There's more to 'naughty' than meets the eye
From the moment my son could walk down a street, it was clear he had a total inability to understand personal safety. He would run away, across roads or fields or playgrounds, out of sight and without looking where he was going. He did this no matter what I tried, but I persevered, hoping that vigilance and firmness would win. It never did, and one day I lost him. For five sickening, endless minutes I searched for him, knowing how unsafe he, in particular, was. From then, until he eventually learned how to walk safely, he wore reins. He was frequently annoyed by this and sometimes very vocal, but nothing else kept him out of harm's way.
On one occasion, as I insisted on the reins and he yelled back, I was berated in the street for restraining my son "like some kind of dog" whilst several other onlookers tutted and frowned and approved the general suggestion that I was a cruel parent harming an innocent boy. You can imagine how upsetting that was, and how frustrated I felt at not being able to explain.
The incident got me thinking. How many times have you judged a "badly behaved" child or "inappropriate" parenting? Before that experience, I made snap judgements plenty of times, and I feel ashamed when I think of them now. If I'd been a little more considerate I may have noticed something more.
Maybe that baby screaming on the bus is teething? That toddler running round and round the cafe banging or shouting repetitively? Maybe he hasn't designed that game just to ruin your afternoon. It's just possible he has attention deficit hyperactivity disorder. The child standing in the middle of the room covering his ears and crying loudly? That's not always a tantrum. It might be a boy on the autistic spectrum, struggling to cope with a sensory overload. If they are struggling with these issues, none of the parents are enjoying this challenging behaviour any more than you are.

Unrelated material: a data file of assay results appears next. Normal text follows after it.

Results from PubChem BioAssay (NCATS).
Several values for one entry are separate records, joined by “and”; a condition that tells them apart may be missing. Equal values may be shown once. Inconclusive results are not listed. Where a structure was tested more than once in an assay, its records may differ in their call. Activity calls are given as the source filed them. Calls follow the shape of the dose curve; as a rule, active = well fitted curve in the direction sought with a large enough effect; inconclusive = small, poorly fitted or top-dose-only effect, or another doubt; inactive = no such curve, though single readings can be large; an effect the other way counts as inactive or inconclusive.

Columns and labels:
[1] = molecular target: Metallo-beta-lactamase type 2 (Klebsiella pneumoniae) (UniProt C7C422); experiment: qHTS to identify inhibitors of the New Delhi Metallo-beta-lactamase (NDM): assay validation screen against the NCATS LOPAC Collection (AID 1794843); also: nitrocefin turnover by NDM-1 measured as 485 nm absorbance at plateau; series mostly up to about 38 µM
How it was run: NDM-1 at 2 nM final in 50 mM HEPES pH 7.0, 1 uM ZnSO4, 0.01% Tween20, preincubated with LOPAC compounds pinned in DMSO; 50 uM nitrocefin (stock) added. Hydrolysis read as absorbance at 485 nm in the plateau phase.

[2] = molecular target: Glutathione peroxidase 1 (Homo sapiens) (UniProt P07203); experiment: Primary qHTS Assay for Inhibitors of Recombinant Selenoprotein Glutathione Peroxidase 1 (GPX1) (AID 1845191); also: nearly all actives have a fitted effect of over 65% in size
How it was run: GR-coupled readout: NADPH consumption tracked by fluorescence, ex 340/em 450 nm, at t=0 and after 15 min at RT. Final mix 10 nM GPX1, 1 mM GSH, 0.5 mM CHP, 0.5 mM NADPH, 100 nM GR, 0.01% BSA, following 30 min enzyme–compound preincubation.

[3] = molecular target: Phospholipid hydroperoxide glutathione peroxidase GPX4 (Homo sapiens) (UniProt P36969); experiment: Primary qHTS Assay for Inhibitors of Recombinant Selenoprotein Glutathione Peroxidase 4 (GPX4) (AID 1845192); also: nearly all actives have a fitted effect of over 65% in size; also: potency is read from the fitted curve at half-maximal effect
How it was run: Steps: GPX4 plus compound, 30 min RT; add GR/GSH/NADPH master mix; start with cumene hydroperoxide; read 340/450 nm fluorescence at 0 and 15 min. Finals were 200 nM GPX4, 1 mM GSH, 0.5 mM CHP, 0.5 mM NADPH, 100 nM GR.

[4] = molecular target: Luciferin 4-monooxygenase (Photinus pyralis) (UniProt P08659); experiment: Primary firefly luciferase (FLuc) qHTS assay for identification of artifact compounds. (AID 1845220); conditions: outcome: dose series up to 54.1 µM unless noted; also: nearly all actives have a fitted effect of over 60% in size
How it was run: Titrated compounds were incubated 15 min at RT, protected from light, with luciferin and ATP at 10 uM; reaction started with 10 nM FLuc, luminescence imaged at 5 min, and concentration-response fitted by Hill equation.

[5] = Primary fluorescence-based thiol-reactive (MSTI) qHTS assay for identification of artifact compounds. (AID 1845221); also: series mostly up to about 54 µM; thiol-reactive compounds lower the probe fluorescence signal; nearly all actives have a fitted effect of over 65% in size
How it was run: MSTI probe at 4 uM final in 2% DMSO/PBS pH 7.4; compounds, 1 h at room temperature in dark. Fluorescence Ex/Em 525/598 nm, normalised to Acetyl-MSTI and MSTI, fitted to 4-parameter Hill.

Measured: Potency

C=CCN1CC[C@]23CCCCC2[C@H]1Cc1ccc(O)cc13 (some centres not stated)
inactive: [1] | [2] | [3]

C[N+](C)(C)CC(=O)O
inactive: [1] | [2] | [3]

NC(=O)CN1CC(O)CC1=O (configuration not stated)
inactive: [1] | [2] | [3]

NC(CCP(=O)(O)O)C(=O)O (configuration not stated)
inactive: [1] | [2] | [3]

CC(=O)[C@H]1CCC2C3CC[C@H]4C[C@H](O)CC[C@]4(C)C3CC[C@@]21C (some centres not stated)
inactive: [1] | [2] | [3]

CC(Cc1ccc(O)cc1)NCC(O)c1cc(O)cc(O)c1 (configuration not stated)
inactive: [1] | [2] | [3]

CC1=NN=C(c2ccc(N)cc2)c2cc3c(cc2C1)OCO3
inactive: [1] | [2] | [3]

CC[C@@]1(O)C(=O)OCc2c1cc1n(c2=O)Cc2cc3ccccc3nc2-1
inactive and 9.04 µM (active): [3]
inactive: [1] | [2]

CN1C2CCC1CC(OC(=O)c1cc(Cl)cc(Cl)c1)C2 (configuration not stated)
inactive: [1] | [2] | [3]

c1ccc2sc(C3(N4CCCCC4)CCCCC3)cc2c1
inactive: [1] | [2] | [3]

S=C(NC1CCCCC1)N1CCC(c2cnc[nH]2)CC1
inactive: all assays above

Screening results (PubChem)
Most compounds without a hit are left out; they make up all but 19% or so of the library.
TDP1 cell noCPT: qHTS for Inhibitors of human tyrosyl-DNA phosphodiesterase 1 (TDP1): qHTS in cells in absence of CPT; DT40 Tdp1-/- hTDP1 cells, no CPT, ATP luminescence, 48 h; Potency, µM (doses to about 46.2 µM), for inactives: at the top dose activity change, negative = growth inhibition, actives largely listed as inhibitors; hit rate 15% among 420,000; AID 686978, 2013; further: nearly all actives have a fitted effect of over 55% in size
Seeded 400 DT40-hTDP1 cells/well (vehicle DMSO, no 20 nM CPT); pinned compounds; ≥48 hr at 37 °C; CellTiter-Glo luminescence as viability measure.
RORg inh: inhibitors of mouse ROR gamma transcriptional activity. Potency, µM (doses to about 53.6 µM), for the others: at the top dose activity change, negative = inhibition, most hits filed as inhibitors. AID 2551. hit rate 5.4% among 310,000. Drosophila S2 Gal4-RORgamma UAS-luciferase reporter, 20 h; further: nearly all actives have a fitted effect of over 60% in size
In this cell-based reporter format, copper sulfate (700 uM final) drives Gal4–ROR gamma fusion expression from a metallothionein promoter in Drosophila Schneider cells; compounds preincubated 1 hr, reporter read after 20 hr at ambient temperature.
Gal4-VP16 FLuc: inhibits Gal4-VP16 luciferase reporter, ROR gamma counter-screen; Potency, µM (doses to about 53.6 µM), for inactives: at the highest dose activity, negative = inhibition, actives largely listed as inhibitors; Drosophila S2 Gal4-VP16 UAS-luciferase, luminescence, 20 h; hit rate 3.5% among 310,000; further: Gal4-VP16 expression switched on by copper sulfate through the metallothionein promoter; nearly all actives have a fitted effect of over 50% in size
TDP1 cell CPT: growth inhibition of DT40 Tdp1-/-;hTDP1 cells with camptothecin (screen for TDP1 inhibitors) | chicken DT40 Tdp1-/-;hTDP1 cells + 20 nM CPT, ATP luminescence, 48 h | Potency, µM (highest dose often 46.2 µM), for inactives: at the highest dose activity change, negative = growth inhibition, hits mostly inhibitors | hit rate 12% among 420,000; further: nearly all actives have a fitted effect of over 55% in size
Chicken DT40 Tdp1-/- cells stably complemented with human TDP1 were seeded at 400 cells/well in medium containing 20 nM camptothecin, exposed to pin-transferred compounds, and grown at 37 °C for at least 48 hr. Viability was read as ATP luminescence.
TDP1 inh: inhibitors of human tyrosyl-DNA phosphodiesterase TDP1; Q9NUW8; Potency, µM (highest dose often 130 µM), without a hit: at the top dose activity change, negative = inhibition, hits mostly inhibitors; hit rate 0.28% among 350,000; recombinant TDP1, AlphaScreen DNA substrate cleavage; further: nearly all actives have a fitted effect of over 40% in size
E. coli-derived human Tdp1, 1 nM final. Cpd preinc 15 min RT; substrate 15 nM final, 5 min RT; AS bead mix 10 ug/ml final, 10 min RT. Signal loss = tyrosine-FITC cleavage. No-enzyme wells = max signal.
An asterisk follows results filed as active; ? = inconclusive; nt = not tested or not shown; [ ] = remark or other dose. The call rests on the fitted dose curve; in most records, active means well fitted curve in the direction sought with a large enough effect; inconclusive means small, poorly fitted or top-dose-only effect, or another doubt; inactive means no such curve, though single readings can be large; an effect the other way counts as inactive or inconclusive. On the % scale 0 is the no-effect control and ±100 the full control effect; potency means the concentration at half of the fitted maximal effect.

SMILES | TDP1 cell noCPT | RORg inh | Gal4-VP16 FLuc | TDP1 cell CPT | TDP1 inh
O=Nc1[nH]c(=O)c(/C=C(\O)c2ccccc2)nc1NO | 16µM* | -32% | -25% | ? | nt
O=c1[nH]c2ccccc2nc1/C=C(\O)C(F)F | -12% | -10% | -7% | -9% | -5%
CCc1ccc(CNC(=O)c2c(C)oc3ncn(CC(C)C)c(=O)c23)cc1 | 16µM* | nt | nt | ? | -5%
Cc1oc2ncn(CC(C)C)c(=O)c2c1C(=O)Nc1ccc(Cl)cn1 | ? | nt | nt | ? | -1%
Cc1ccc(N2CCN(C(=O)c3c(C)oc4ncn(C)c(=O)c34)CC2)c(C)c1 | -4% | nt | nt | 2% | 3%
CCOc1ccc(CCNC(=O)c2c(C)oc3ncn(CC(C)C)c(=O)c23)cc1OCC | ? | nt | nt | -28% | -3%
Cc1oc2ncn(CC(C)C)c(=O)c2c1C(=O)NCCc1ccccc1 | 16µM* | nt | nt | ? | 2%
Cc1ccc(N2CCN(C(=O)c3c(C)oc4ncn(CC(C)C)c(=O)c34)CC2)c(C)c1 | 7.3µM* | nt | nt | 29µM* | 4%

Fortunately we are getting better at diagnosing childhood difficulties that manifest themselves in "bad" behaviour, and helping children and parents to cope. Long may that continue.
There will be some readers who will look at this list of syndromes and consider them an excuse for lazy parenting. Of course, not every show of bad behaviour belies a syndrome and not every parent is blameless. But next time you encounter "naughtiness" think for a moment. Do you know enough to judge? If you sat and talked with that parent, what might you learn?
Be nice out there people. Sometimes there's more to "naughty" than meets the eye.